Abstracts of issue 14 (2000)
Book Review

Eric Chafe
Analyzing Bach Cantatas, Oxford University Press, New York and Oxford 2000.
Review: Katy Romanou
Eric Chafe, Analyzing Bach CantatasThe annual cycles of church music have been a tradition for Lutheran Church musicians. Some of them completed the musical works to be performed for more than ten years (Telemann wrote over 31 annual cycles of church music, that is about 2000 cantatas and Passions). Bach during the first six years of his service in Leipzig completed the liturgical music for five ecclesiastical years, i.e. the music that should be performed in both churches of the city every Sunday and holiday (approx. 60 cantatas per year), excluding Lent and Good Friday (Passions), when secular instruments were not allowed in church. He wrote some 300 cantatas (about 200 of which survived even though it is difficult to determine the exact numbers) and five (complete) Passions. In these cycles he included also some works written earlier in Weimar.
Obviously, in order to understand the content of Bachs cantatas it is necessary to know the long tradition in which they are included. The listener for whom these works were initially written did not have the aesthetic experience we receive today by listening to them. That listener perceived these works as a part of his tradition and experience that composed his own cultural environment an environment common both for the listener and the composer.
The disciplines that may shed some light on the load carried by Bachs church music are hardly developed by musicologists. This is why there is this contradiction: on the 250th anniversary of Bachs death, the widely recognized as top composer, a major part of his most representative work namely the church cantatas has not been an object for detailed and thorough research.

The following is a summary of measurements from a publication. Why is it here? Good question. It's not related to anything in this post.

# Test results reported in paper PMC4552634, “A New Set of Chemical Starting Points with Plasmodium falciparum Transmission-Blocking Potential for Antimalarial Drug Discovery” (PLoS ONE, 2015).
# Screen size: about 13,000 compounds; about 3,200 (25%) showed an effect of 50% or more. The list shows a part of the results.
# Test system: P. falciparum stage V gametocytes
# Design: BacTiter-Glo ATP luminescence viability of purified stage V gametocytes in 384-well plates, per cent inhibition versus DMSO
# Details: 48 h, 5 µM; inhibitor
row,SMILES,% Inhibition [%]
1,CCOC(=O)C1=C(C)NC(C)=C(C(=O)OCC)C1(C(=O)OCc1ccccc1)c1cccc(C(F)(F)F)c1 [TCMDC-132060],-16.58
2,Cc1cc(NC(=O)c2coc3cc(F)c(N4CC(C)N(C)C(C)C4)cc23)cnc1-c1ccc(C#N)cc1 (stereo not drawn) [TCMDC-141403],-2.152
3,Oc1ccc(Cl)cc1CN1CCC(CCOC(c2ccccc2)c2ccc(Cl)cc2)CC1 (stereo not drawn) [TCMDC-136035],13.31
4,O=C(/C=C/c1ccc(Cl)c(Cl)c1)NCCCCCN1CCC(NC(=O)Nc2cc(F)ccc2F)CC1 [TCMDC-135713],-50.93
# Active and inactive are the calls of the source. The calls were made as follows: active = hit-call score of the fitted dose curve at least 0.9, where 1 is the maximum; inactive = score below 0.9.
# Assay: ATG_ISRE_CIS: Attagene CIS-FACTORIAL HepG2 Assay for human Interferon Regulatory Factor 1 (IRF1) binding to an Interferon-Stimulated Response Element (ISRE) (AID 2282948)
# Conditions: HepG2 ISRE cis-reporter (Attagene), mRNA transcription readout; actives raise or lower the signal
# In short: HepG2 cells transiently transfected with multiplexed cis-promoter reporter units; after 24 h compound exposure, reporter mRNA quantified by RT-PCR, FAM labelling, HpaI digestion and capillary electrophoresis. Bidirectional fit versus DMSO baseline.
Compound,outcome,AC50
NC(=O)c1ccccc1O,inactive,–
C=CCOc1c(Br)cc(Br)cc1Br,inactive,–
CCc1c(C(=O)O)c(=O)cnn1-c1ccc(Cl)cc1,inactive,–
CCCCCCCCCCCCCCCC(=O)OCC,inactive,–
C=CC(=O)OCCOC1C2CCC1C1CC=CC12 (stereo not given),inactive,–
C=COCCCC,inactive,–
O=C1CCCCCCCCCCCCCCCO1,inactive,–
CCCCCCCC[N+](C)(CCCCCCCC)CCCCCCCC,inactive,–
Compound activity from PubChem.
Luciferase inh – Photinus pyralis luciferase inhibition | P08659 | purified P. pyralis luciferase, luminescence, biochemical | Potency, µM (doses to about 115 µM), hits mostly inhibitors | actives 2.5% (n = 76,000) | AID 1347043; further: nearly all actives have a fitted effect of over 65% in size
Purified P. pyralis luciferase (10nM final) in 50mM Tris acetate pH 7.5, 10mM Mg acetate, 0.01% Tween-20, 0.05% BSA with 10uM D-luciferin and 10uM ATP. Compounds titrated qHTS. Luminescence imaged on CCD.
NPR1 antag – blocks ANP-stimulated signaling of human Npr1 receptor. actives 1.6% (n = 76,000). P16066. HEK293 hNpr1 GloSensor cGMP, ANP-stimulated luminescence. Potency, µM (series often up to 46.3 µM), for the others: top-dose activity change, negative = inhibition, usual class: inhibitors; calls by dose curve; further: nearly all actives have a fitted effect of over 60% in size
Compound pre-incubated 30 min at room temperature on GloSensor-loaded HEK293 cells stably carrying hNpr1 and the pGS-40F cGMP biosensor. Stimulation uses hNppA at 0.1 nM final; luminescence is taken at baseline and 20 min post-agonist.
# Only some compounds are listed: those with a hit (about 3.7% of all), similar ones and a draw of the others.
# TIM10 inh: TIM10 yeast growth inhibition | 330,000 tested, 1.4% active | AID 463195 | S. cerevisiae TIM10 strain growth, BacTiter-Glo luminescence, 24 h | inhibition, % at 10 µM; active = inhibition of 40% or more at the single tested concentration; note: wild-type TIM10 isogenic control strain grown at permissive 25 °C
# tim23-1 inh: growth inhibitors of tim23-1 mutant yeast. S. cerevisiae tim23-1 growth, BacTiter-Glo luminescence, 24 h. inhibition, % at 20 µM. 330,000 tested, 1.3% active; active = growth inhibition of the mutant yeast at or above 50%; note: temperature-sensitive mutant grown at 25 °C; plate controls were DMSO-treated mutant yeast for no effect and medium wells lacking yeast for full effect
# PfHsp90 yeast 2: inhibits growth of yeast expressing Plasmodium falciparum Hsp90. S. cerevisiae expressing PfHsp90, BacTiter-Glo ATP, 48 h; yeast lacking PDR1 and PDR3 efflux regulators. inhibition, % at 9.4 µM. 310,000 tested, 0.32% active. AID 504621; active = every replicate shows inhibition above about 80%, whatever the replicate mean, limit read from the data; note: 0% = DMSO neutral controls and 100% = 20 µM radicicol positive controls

Chafe seeks to suggest those disciplines that are essential for understanding Bachs cantatas. Since these cantatas were written for events that transcend pure musical performance, we cannot study them neglecting the theological content of the text they were written for and the principles according which this content has been formulated in a way that allows to address to the listener as an individual. The supreme intention was the cantata to reflect what may be described as the high-powered character of the experience of faith, of a series of passions and forms that had tendency to be most completely understood by the believer.
At the same time, it is necessary to understand the processes and the transformations that bridged the 16th century tonal practice (the theory of modes and hexachords) with that of the 18th century. Contemporary notions about the relativity of major and minor tonalities, about the affinity of tonalities, about dominant and subdominant polarity within a certain tonality, have been formulated on the basis and through the older theories about modes. These changes many of which were extremely new at Bachs time are of decisive importance for understanding the ways that the relation between music and theology determined the structures of the cantatas of Bach.
The review displays and underlines the important contribution of Eric Chafe on a methodological level with his questioning about the effectiveness of the widespread systems for musical analysis, as well as with his specific understanding of musical allegory to which he concluded as a result of his research. The review approaches also and scrutinizes Chafes contribution on the level of musical analysis that illuminates the musical tradition in which Bachs cantatas are placed, their relation to Lutheran theology, as well as the specific place that Bach occupies in the process of transition from modality to tonality with his unique capability of composing and compiling the most diverse ideologies in a contrapuntal interaction.

Musicology